Yahoo Sunnyvale

Yahoo! Inc. (NASDAQ:YHOO) is expected to release its quarterly earnings report on Tuesday, the day after bidding on its core internet businesses closes.

Analysts of the troubled firm expect Yahoo to post earnings of 7 cents per share which will be down from the 15 cents that was posted during the same period last year. Most investors, however, do not care about the earnings reports as they are most interested in knowing who might be the winner of the bidding process of the company.

Monday will steal Tuesday’s show when we see who the suitors are and maybe get a preview of what they think this is worth,” said Max Wolff, chief economist at Manhattan Venture Partners.

News earlier this week showed that the British version of the Daily Mail’s parent company was also a potential suitor of the Sunnyvale company’s core business. Other possible suitors according to reports are Verizon, CBS, Interactive Corp, and Microsoft.

Verizon by far and away is the leading bidder here,” said Robert Peck, Internet equity analyst at SunTrust, in an interview on Monday. Mr. Peck expects Yahoo’s core business to sell for a figure around the $6 and $8 billion mark. He considers the core business, intelligence property and any real estate holdings the company might be holding.

Another analyst, however, Scott Kessler says the firm is less likely to give investors any knowledge of potential suitors and winners. He said he would not be surprised if Yahoo did not mention any word at all about the bidding process on Tuesday during its earnings call.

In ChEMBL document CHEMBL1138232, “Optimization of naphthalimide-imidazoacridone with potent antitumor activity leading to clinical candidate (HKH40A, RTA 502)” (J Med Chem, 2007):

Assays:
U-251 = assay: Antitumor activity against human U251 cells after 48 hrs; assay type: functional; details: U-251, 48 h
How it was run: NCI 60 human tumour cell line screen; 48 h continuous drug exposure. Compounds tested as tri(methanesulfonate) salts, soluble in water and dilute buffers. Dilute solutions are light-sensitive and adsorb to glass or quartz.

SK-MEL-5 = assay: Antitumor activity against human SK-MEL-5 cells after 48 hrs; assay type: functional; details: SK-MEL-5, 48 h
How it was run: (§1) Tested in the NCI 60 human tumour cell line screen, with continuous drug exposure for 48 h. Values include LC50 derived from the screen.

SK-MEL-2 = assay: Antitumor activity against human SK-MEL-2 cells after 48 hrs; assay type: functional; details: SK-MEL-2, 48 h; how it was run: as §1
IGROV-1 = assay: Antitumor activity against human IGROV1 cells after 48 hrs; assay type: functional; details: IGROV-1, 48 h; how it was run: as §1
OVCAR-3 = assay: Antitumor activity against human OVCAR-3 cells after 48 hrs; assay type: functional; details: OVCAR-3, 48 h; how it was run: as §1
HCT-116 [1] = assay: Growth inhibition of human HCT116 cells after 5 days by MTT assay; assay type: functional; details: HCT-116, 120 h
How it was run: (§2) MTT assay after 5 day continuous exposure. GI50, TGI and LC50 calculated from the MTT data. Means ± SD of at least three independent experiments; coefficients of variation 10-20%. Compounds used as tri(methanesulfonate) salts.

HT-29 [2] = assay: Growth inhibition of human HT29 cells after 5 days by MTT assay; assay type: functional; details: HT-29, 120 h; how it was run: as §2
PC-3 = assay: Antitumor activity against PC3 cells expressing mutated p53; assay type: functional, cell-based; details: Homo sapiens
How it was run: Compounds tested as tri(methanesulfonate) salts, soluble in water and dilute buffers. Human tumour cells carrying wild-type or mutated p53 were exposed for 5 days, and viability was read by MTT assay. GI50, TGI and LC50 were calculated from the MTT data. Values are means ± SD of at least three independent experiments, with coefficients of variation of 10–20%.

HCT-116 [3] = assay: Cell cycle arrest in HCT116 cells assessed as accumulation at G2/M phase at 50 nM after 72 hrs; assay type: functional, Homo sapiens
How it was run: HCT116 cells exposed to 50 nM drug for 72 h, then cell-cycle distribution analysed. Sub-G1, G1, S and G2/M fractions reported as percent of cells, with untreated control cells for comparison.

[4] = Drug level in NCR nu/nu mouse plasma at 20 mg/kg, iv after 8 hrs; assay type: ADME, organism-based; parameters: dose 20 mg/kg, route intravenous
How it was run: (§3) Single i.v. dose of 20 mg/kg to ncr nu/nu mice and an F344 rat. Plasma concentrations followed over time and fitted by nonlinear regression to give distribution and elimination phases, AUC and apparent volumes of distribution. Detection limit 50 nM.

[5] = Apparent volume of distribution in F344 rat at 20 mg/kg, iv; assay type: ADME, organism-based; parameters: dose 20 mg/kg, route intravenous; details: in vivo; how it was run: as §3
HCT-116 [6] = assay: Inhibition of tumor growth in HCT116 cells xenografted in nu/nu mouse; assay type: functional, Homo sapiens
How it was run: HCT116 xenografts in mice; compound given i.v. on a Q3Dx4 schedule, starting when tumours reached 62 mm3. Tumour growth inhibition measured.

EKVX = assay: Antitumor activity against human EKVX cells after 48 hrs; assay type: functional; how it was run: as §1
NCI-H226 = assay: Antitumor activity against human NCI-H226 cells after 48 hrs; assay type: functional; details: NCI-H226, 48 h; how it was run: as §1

Investor optimism about the potential sale has been one of the driving forces behind the push of Yahoo share prices, up by 9 percent this year, as of last Friday.

Kessler’s company, S&P Global Market Intelligence, downgraded Yahoo shares to ‘hold’ from the ‘buy’ position it was in particularly because of the uncertainty of the sale. Kessler has put a 12-month price target on Yahoo shares at $38.

“We see the potential for related disappointment, given continuing fundamental challenges and questions about company leadership,” Kessler wrote in a research note released Friday.

In a further phone interview, he said, “There’s no reason for me or anyone else to be more optimistic about Yahoo’s business than we were days, weeks or months ago.”

Yahoo declined to comment.